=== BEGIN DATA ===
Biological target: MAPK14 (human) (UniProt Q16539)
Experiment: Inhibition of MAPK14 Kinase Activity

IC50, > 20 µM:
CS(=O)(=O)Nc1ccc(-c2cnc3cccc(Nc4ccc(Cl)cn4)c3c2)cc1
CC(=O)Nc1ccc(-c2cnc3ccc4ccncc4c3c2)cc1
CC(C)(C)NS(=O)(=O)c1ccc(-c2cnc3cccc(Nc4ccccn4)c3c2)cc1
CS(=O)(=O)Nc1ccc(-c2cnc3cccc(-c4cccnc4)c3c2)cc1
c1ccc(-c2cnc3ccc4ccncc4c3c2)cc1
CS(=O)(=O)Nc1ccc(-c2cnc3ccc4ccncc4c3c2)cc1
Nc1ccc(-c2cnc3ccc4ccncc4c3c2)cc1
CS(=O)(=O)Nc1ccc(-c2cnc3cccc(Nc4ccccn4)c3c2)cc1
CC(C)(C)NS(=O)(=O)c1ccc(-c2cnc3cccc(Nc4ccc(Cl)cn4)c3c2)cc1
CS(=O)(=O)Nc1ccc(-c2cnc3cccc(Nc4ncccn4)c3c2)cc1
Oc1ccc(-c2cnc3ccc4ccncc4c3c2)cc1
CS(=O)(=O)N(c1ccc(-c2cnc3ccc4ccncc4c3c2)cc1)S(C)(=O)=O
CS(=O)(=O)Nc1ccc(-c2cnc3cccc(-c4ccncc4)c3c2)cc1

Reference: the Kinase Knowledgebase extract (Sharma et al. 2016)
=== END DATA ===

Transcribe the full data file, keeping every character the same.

Biological target: MAPK14 (human) (UniProt Q16539)
Experiment: Inhibition of MAPK14 Kinase Activity

IC50, > 20 µM:
CS(=O)(=O)Nc1ccc(-c2cnc3cccc(Nc4ccc(Cl)cn4)c3c2)cc1
CC(=O)Nc1ccc(-c2cnc3ccc4ccncc4c3c2)cc1
CC(C)(C)NS(=O)(=O)c1ccc(-c2cnc3cccc(Nc4ccccn4)c3c2)cc1
CS(=O)(=O)Nc1ccc(-c2cnc3cccc(-c4cccnc4)c3c2)cc1
c1ccc(-c2cnc3ccc4ccncc4c3c2)cc1
CS(=O)(=O)Nc1ccc(-c2cnc3ccc4ccncc4c3c2)cc1
Nc1ccc(-c2cnc3ccc4ccncc4c3c2)cc1
CS(=O)(=O)Nc1ccc(-c2cnc3cccc(Nc4ccccn4)c3c2)cc1
CC(C)(C)NS(=O)(=O)c1ccc(-c2cnc3cccc(Nc4ccc(Cl)cn4)c3c2)cc1
CS(=O)(=O)Nc1ccc(-c2cnc3cccc(Nc4ncccn4)c3c2)cc1
Oc1ccc(-c2cnc3ccc4ccncc4c3c2)cc1
CS(=O)(=O)N(c1ccc(-c2cnc3ccc4ccncc4c3c2)cc1)S(C)(=O)=O
CS(=O)(=O)Nc1ccc(-c2cnc3cccc(-c4ccncc4)c3c2)cc1

Reference: the Kinase Knowledgebase extract (Sharma et al. 2016)